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Feather River Bulletin
Quincy, California
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April 23, 2014     Feather River Bulletin
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April 23, 2014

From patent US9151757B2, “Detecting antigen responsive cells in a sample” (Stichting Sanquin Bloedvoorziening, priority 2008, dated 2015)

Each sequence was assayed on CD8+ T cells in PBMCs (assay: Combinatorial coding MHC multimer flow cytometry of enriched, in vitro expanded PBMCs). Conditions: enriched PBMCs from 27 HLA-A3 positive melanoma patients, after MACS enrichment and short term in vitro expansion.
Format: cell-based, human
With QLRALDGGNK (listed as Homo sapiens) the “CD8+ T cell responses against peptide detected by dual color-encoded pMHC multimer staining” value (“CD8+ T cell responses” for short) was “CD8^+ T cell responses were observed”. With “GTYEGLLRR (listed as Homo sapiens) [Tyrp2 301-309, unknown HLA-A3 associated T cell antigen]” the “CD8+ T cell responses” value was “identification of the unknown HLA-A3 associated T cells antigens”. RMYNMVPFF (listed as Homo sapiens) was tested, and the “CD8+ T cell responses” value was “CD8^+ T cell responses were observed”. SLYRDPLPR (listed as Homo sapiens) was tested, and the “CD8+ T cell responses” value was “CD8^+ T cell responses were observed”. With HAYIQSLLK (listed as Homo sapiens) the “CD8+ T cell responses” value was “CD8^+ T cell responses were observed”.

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uuiietm, Kecora, 'rogresswe, Keporcer Wednesday, April 23, 2014 lC CREATION Lake Davis lies in peaceful solitude, beckoning visitors to come and breathe in its views. The lake will be abuzz with energy May 31, with the inaugural Lost and Found bike race, sponsored by the Sierra Buttes Trail Stewardship. The race, centered around Plumas County, will be the stewardship's largest endeavor yet, stretching 100 miles and climbing 7,000 feet. Photos courtesy Sierra Buttes Trail Stewardship st and found-High-octane ride. set for Lake Davis Professional riders Kenny Burt, Chris Mcgovern, Jared Kessler and Cameron Falconer check out the route designated for May's Lost and Found bike race. The route will take riders through alpine mountain valleys and offer amazing views the entire ride. Downieville Classic, the town of D0wnieville turned into a mecca for mountain bikers. The town lacked an economic' mainstay, until tourists started showing up with their mountain bikes. The course The Lost and Found isn't your mama's century ride. First, this course alternates between pavement, dirt road, gravel road and historic railroad grade. Each racer is allowed to use only one hike, so any given portion of the course is bound to add a bit more difficulty overall. In total, the 100me route has 7,000 feet of elevation gain. James Wilson Sports Editor sports@plumasnews.com The Sierra Buttes Trail Stewardship is at it again. The nonprofit organization announced last week that registration for its newest venture is now open to sign up. The new venture is being called the Lost and Found, and the stewardship hopes this event will quickly become as popular as the Downieville Classic. The inaugural bike race is set to take place May 31. The course is known as a gravel grinder, as the majority of the 100-mile route is on dirt roads and gravel. Already, the event has attracted the attention of bikers from all around the world: The dream "There're a lot of reasons we want to make this event happen," explained the stewardship's trail programs director, Tara Stone. "The main reason we're doing this is to raise enough funds to finish the trail around Lake Davis." As of now, the existing Lake Davis Trail covers about half the lake. The stewardship hopes to raise enough funds through the Lost and Found to finish the trail and completely surround the lake. Federal and state grants are becoming more scarce, and can't provide enough funds to keep the stewardship afloat and maintain the trails currently in operation, let alone build new ones. The stewardship plans to use the Lost and Found in a way similar to how it uses the Downieville Classic and the Trailfest: to obtain funds while providing a fun and unique atmosphere for patrons to enjoy. The ultimate goal of building the trail is to attract tourism to Plumas County, Stone explained. The Lost and Found will be the jumping point for a more successful future of tourism. "The idea for us is we see this area as an important place for attracting recreational tourism," continued Stone. The stewardship proved in the past this model works through the Doieville Classic. Since 2000, the first year of the A 30-mile course and a 60-mile option are available as well, with smaller elevation gains. The race will start at 9:30 a.m. May 31 at Coot Bay on Lake Davis. Riders will follow a route that takes them high above Portola, allowing spectacular views the entire course. Six theme-based aid stations will be set up along the route. Quincy Natural Foods will be the only Plumas County organization to man one of these stations; the others are sponsored by various bike and bike accessory companies. Riders will finish back at Coot Bay, where a post-event lunch party will await them. An awards ceremony will take place at 2 p.m., and entertainment and a drawing will take place afterward. At Coot Bay, the stewardship will have a bounce house for children to play on. Several biking companies will set up booths for people to browse through and shop. Registration "There's a definite possibility that the race could sell out," said Stone. "Most of the people that have signed up so far are from out of town, so we would love to see some local riders out there." The Sierra Buttes Trail Stewardship only has 600 slots available for the race. The word is out on multiple cycling websites, and the slots are filling up fast. Registration costs $100 before May 15 and $110 afterwards. Because this is the race's inaugural year, the registration costs are discounted. People that enter in the pro men and pro women categories will race for a cash purse; the rest will race for podium awards and prizes from various sponsors. Volunteer The stewardship is on the lookout for volunteers to help with the event. Those willing to lend a hand can contact Stone at tara@sierratrails.org. Those interested in becoming an event sponsor can contact Marty Scheel at marty@sierratrafls.org. For more information on the event, go to lostandfoundbikeride.com. Sp00ingca Care clinic All makes & models of cars, trucks & SUVs For the first time ever in Susanville, Factory trained technicians will it'S the $9.95 Car Care Clinic! perform a 16pt inspection, which Free refreshment while you wait Free shuttle service a necessary welcome includes: brakes, belts, hoses, check for leaks, AC performance test and battery test, and more. Is your Check Engine light on ? You'll also receive a free code check. Hwy 36& Richmond Road E., Susanville 630-267-6092 CHRYSLER 6 HAH 7' deep. Sales Hours: Mon-Fri, 8am-7pm Sat., 9am-6pm Sun., l Oam-5pm Service Hours: Mon-Fri, 7:30am-5:30pm